Are You Currently Healthy
Your health status may affect your timing decision, although possibly not in the way you expect. Beneficiaries already struggling with poor health in their early 60s may be tempted to take benefits as early as they can.
Receiving lower payments earlier means you get more benefits over a lifetime if you pass away relatively young. In general, the break-even point falls at about age 80 and 4 months when comparing lifetime benefits starting at 62 with a reduced benefit and starting at 70 with an increased benefit. For those who are currently ill and concerned they wont live to age 80, early benefits may sound like the right call.
But Weston cautions against this: Starting early is a common timing mistake, especially if you think you wont live beyond the break-even age where the larger checks for waiting more than offset the smaller checks you passed up. Westons concern about this strategy is if you outlive the break-even point and are stuck receiving a reduced benefit while also suffering from poor health. Most people dont understand how long theyre likely to live and the risks if they outlive their savings, Weston explains.Be sure to take careful stock of your financial and physical health when deciding when to start benefits.
What Insurance Do You Get With Social Security Disability
In most cases, people receiving Social Security Disability Income are automatically enrolled in Original Medicare after serving a 24-month waiting period.
The CMS waives this waiting period for people with ALS or end-stage renal disease. People with these conditions receive Medicare coverage as soon as they collect SSDI.
When To Apply For Social Security
As stated above, you are eligible to apply for Social Security retirement benefits when you are 61 and nine months. You can start collecting benefits as soon as you turn 62.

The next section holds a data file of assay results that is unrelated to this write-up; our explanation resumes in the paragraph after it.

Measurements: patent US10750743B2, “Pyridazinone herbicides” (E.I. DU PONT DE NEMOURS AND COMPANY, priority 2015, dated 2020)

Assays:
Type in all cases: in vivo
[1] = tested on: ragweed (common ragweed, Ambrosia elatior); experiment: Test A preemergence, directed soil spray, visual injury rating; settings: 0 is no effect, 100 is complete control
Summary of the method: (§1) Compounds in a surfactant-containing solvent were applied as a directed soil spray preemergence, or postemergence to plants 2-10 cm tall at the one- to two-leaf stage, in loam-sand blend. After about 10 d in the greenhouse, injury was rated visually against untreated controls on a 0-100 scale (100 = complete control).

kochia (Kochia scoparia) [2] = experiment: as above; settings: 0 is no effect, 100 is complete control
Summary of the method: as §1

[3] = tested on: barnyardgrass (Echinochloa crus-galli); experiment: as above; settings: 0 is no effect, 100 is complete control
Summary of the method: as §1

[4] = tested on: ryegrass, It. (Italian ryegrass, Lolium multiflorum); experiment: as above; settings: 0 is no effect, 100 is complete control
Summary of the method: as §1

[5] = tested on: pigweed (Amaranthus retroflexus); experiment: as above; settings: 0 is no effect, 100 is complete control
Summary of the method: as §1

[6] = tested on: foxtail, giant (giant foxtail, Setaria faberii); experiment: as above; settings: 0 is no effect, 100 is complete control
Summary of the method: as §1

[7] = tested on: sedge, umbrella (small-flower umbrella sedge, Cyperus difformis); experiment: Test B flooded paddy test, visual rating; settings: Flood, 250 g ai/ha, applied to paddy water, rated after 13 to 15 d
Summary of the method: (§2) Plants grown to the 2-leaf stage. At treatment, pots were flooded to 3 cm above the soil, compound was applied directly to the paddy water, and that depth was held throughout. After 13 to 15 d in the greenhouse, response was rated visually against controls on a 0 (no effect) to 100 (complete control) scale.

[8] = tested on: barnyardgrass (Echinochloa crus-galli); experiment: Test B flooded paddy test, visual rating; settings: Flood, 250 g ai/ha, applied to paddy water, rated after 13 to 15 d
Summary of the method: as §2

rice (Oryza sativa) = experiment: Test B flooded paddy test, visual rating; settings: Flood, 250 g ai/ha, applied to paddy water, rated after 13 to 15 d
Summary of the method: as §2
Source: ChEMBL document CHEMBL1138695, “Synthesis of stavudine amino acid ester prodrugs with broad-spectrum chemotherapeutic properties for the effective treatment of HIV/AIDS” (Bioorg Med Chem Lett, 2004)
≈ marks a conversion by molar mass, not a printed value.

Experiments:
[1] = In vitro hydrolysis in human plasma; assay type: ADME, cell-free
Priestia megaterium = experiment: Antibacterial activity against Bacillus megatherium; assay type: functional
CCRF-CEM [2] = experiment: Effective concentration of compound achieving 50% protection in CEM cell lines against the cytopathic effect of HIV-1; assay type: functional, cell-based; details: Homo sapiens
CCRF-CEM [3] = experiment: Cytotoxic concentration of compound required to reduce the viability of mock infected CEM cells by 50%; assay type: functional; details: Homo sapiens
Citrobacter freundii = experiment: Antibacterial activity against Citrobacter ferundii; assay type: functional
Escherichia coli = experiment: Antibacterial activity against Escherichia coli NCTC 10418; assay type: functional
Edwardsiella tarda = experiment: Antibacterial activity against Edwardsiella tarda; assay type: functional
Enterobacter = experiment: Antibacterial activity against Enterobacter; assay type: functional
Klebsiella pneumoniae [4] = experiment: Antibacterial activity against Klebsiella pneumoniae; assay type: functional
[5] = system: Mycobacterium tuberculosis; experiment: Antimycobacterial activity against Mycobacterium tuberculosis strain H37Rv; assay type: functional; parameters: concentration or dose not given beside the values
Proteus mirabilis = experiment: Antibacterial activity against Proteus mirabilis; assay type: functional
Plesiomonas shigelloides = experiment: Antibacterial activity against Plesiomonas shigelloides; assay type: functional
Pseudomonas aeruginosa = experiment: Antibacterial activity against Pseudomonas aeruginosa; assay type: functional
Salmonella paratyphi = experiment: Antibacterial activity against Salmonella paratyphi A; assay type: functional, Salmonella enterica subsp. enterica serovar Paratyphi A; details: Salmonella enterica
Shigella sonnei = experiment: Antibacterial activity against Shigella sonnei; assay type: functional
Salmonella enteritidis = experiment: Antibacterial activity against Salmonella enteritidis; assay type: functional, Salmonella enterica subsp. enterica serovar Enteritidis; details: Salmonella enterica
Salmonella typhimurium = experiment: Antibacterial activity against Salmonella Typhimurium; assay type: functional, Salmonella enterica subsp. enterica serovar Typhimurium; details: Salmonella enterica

However, just because you can, does not mean that you should.
The longer you delay starting your benefits, the more your monthly income will be. In fact, the difference in lifetime income between starting at age 62 and waiting until your maximum retirement age can be more than $100,000 and for many people much much more.
While you can start benefits at age 62, the Social Security Administration considers that early. Depending on your birth year, you do not reach what the SSA calls full retirement age until sometime between ages 66 and 67.
- For every month prior to your full retirement age that you begin taking benefits, around 0.55% is deducted from your payout.
- And, for every year that you defer your benefits, you will receive a larger amount when you finally do begin drawing Social Security. The amount of the bonus is dependent, once more, on your birth date. For example, someone born in 1944 has a full retirement age of 66. If they start benefits at age 69, they will receive eight percent more benefits for each year they delay.
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You Need To Pay Down Debt
There are some debts you need to tackle before you retire. If you have high-interest debt, claiming Social Security early can help you pay the debt down. Depending on the interest rate youre paying, the 8% yearly boost to your benefits that you receive for each year you wait past full retirement age might not be worth the increased monthly benefit. Using the early benefits to reduce or eliminate your debt earlier could mean youll be able to keep more of your benefits in the future.